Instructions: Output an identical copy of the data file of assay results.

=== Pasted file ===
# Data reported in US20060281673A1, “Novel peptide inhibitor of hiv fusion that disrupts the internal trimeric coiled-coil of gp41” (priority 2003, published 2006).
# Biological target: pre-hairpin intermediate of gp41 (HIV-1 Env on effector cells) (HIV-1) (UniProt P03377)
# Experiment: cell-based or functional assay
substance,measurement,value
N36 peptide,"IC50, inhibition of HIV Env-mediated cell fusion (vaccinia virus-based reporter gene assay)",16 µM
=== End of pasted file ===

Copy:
# Data reported in US20060281673A1, “Novel peptide inhibitor of hiv fusion that disrupts the internal trimeric coiled-coil of gp41” (priority 2003, published 2006).
# Biological target: pre-hairpin intermediate of gp41 (HIV-1 Env on effector cells) (HIV-1) (UniProt P03377)
# Experiment: cell-based or functional assay
substance,measurement,value
N36 peptide,"IC50, inhibition of HIV Env-mediated cell fusion (vaccinia virus-based reporter gene assay)",16 µM